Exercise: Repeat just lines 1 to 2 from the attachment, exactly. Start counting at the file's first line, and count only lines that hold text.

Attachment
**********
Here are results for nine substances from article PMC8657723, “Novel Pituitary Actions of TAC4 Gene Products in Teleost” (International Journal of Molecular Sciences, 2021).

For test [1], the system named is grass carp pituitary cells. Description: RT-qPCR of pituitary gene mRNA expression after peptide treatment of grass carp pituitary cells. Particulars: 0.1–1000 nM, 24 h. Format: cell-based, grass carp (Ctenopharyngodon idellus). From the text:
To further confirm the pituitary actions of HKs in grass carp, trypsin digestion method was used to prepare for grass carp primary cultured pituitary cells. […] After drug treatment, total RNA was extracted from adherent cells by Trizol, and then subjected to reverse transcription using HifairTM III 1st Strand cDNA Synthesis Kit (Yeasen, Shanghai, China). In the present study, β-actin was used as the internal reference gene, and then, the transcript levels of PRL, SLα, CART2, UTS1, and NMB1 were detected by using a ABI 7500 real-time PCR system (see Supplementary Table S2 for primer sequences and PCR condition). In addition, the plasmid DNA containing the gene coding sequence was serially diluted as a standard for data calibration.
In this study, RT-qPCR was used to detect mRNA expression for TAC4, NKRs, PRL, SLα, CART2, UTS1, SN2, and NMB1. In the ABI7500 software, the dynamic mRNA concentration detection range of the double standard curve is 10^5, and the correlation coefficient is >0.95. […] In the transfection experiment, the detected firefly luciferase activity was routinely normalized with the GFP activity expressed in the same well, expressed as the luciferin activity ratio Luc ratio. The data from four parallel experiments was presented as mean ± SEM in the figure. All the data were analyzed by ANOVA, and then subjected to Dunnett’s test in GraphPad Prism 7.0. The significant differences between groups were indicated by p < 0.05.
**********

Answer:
Here are results for nine substances from article PMC8657723, “Novel Pituitary Actions of TAC4 Gene Products in Teleost” (International Journal of Molecular Sciences, 2021).

For test [1], the system named is grass carp pituitary cells. Description: RT-qPCR of pituitary gene mRNA expression after peptide treatment of grass carp pituitary cells. Particulars: 0.1–1000 nM, 24 h. Format: cell-based, grass carp (Ctenopharyngodon idellus). From the text: